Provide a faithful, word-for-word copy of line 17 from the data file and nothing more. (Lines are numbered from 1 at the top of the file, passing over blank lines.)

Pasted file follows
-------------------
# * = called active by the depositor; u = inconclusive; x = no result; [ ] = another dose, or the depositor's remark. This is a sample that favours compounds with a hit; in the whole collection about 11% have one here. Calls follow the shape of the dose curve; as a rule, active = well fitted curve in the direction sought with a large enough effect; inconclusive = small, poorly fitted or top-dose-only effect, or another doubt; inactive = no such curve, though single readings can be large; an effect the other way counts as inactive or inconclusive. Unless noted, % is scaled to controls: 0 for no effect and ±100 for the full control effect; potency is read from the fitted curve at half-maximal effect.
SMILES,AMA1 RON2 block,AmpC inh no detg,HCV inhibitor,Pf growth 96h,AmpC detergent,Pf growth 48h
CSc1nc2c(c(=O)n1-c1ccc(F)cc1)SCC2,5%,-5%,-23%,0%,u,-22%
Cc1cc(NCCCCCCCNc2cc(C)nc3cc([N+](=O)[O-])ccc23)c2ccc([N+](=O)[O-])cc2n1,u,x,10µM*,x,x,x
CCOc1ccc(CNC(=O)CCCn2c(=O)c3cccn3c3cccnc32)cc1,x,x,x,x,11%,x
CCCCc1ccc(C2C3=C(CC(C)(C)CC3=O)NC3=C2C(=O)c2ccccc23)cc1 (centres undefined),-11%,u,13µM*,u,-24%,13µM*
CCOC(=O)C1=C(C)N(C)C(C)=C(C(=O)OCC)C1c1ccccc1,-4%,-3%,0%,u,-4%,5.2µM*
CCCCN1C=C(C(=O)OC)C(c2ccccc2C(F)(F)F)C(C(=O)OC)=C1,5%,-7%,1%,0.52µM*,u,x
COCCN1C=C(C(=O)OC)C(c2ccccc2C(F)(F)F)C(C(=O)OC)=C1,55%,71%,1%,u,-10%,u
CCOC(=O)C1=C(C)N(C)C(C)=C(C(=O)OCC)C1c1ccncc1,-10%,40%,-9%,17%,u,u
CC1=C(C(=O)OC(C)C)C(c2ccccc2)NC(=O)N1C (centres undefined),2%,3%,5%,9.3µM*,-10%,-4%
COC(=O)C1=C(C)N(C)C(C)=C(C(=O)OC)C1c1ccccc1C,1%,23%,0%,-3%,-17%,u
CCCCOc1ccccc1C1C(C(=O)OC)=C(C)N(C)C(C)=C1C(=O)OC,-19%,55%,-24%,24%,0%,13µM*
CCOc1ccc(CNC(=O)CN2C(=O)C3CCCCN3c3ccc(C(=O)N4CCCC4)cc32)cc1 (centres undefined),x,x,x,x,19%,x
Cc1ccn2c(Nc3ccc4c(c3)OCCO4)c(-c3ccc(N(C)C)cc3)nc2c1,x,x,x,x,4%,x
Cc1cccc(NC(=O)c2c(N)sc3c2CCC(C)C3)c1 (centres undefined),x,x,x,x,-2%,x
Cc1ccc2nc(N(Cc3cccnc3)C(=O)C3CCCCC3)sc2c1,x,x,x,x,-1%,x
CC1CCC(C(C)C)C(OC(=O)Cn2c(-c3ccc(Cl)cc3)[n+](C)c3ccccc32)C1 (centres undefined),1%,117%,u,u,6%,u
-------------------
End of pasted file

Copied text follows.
Cc1ccc2nc(N(Cc3cccnc3)C(=O)C3CCCCC3)sc2c1,x,x,x,x,-1%,x